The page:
India Police Detain Missionaries, Bible Students

There has been concerns about violence against Christians. While in this case missionaries and studens were not killed, believers have died in states such as Orissa.
There has been concerns about violence against Christians. While in this case missionaries and studens were not killed, believers have died in states such as Orissa.


By Santosh Digal, BosNewsLife Asia Correspondent

NEW DELHI, INDIA (BosNewsLife)-- Police briefly detained missionaries and Bible school students in India's southern state of Karnataka in recent days as part of what local Christians said is a Hindu government backed crackdown on "churches and communities."

In one of these incidents, five missionaries of the Indian mission group Friends Missionary Prayer Band were arrested "on false charges of alleged forced conversion" of Hindus in the village of Nangali in the state's Kolar district, explained Madhu Chandra, the regional secretary of advocacy group All India Christian Council.

"About 30 Hindu fanatics rounded them at a church building construction site and dragged them to the local police station" last Tuesday,  November 24, accusing them of forced conversion,  he said.

"Police without investigating the allegation detained the five missionaries the whole night," before releasing them the next day, Chandra told BosNewsLife.  AICC linked the detention to the missionaries work among impoverished Dalits, viewed as the 'lowest caste' in India's ancient system of Hinduism.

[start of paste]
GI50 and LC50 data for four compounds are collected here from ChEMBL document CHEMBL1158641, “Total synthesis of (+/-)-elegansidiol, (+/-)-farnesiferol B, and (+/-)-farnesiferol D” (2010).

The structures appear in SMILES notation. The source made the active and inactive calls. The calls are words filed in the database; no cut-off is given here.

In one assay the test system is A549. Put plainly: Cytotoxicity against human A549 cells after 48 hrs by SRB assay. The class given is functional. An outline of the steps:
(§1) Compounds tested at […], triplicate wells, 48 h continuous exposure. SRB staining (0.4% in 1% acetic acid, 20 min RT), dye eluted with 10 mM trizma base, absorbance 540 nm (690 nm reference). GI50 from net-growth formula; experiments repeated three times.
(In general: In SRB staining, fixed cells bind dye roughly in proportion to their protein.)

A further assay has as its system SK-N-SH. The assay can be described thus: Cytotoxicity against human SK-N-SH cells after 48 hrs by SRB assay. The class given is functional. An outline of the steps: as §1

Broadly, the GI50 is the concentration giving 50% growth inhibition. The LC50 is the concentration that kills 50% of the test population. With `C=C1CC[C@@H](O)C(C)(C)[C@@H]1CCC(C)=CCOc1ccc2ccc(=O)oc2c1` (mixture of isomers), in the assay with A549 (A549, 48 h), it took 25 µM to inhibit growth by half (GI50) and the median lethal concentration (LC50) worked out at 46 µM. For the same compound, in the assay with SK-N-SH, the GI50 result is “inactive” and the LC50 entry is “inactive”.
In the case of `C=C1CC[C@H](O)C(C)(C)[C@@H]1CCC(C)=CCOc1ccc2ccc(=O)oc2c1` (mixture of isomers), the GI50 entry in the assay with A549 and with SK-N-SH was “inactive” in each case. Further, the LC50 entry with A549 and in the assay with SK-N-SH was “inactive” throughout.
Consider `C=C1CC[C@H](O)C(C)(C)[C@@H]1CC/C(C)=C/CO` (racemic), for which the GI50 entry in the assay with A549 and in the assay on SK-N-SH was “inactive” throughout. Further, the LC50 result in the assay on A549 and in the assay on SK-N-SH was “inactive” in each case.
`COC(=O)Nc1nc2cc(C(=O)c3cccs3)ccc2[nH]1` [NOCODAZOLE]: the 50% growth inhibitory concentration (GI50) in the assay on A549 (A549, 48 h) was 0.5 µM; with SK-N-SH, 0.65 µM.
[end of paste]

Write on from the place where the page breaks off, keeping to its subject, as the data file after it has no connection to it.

He said the missionaries were released after intervention of AICC and local Dalit leaders. Additionally, dozens of Hindu militants abducted four Bible school students of the International Cultural College of Studies organization on November 24 in Karnataka's hill town of Madhugiri, according to AICC investigators.

CULTURE TRIP

They said the students were taken during a culture trip in the town and brought to a local police station. Police held them for “24 hours” after hearing accusations of “forceful conversion,” added AICC investigator David Kumarm who "rescued" the students.

He said his team had made clear that the “allegation levelled by the Hindu fanatics on students are the pretext of a hate campaign against the Christian minorities" of nationalist Hindus. "They were released the next day without a cases registered against them," AICC added.

The incidents have added to concerns among the local Christian population with some saying the life of religious minorities "is a hell like situation".

Since the radical Hindu-led Bharatiya Janata Party came to power in Karnataka,  an attack on Christian churches and community is reported about every fourth day, AICC and Christians said.

INTERNATIONAL PRESSURE

Police and other government officials have made no comments about the reported incidents, however Karnataka and other states have come under international pressure to improve religious rights.

AICC and other rights groups also say that Hindu militants have "misused" government and law enforcement agencies to arrest “innocent” Christians on conversion charges.

Christian missionaries have denied they are involved in forced conversions, saying Christianity is based on a voluntary choice to accept “Jesus Christ as Lord and Savior."

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